Hepatitis C transmission in young people who inject drugs: Insights using a dynamic model informed by state public health surveillance.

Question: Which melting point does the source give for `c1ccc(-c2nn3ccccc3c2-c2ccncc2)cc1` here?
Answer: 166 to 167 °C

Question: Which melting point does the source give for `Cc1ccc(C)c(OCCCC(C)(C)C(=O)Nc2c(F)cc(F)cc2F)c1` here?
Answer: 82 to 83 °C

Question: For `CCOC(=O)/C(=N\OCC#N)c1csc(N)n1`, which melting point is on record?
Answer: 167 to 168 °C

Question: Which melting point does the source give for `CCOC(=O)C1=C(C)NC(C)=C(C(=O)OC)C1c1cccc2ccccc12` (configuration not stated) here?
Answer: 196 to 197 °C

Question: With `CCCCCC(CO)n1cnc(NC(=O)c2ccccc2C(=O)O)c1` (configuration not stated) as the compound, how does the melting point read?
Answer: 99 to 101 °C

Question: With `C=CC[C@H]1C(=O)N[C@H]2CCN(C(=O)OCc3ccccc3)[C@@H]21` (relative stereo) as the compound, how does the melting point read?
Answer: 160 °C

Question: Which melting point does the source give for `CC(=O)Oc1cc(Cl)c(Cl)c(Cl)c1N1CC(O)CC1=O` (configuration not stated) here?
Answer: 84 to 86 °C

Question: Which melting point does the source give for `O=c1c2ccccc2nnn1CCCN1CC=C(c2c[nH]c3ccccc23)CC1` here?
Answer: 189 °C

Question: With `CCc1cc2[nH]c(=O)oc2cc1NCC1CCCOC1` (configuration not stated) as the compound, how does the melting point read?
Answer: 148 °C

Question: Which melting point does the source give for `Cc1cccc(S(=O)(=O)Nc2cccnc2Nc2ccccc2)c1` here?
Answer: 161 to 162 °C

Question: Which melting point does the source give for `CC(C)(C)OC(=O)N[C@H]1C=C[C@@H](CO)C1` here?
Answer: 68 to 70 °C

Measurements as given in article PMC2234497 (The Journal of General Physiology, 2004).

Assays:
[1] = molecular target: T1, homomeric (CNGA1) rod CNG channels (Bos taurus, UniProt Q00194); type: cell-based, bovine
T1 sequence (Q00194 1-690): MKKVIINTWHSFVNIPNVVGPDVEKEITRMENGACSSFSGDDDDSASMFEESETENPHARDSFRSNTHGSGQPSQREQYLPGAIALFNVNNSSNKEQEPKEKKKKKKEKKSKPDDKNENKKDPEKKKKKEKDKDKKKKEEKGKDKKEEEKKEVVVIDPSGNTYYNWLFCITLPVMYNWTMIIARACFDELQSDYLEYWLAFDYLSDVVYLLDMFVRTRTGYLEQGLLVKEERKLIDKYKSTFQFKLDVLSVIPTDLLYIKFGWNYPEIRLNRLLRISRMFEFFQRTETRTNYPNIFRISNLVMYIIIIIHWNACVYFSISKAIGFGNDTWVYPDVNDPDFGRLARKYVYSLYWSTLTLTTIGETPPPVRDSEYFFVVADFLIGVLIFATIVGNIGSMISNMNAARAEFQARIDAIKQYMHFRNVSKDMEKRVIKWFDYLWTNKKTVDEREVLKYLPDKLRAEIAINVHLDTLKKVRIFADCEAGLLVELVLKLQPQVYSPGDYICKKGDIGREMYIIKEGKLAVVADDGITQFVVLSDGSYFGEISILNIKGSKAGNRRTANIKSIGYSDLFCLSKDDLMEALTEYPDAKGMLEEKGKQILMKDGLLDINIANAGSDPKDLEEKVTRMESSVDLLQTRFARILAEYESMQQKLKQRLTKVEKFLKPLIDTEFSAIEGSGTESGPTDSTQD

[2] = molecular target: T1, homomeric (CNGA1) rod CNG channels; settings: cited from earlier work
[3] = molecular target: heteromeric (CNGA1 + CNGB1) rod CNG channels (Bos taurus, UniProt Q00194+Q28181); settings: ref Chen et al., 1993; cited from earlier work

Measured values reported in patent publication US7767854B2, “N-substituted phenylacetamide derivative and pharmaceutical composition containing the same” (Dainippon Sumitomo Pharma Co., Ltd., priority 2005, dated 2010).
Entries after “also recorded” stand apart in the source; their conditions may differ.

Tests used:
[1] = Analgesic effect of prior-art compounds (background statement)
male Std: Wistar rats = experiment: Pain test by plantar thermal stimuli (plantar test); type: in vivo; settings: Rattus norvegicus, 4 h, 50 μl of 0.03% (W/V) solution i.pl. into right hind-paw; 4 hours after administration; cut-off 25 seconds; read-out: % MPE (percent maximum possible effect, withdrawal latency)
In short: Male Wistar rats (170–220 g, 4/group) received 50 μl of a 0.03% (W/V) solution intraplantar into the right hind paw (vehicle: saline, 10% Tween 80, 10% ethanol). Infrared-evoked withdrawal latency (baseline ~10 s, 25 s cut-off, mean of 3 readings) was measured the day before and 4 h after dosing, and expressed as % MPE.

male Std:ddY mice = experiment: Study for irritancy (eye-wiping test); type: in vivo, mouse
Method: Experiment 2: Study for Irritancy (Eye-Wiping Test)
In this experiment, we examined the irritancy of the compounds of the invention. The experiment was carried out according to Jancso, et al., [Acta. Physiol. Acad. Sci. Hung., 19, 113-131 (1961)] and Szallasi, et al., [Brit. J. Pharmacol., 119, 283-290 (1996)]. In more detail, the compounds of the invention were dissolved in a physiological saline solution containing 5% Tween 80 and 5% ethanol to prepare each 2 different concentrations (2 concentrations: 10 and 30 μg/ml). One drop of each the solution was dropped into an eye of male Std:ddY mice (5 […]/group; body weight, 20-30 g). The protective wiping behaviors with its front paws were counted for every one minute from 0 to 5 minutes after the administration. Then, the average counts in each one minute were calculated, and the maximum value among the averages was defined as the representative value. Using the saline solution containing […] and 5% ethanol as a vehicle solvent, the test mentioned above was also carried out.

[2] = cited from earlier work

Increasing injection of heroin and prescription opioids have led to increases in the incidence of hepatitis C virus (HCV) infections in US young adults since the early 2000s. How best to interrupt transmission and decrease HCV prevalence in young people who inject drugs (PWID) is uncertain. We developed an age-stratified ordinary differential equation HCV transmission model of PWID aged 15-64, which we fit to Michigan HCV surveillance data among young PWID aged 15-29. We used Latin hypercube sampling to fit to data under 10,000 plausible model parameterizations. We used the best-fitting 10% of simulations to predict the potential impact of primary (reducing injection initiation), secondary (increasing cessation, reducing injection partners, or reducing injection drug use relapse), and tertiary (HCV treatment) interventions (over the period 2017-2030) on acute and chronic HCV cases by the year 2030. Treating 3 per 100 current and former PWID per year could reduce chronic HCV by 27.3% (range: 18.7-30.3%) and acute HCV by 23.6% (range: 6.7-29.5%) by 2030 among PWID aged 15-29 if 90% are cured (i.e. achieved sustained virologic response [SVR] to treatment). Reducing the number of syringe sharing partners per year by 10% was predicted to reduce chronic HCV by 15.7% (range: 9.4-23.8%) and acute cases by 21.4% (range: 14.2-32.3%) among PWID aged 15-29 by 2030. In simulations of combinations of interventions, reducing injection initiation, syringe sharing, and relapse rates each by 10% while increasing cessation rates by 10% predicted a 27.7% (range: 18.0-39.7%) reduction in chronic HCV and a 38.4% (range: 28.3-53.3%) reduction in acute HCV. Our results highlight the need for HCV treatment among both current and former PWID and the scale up of both primary and secondary interventions to concurrently reduce HCV prevalence and incidence in Michigan.

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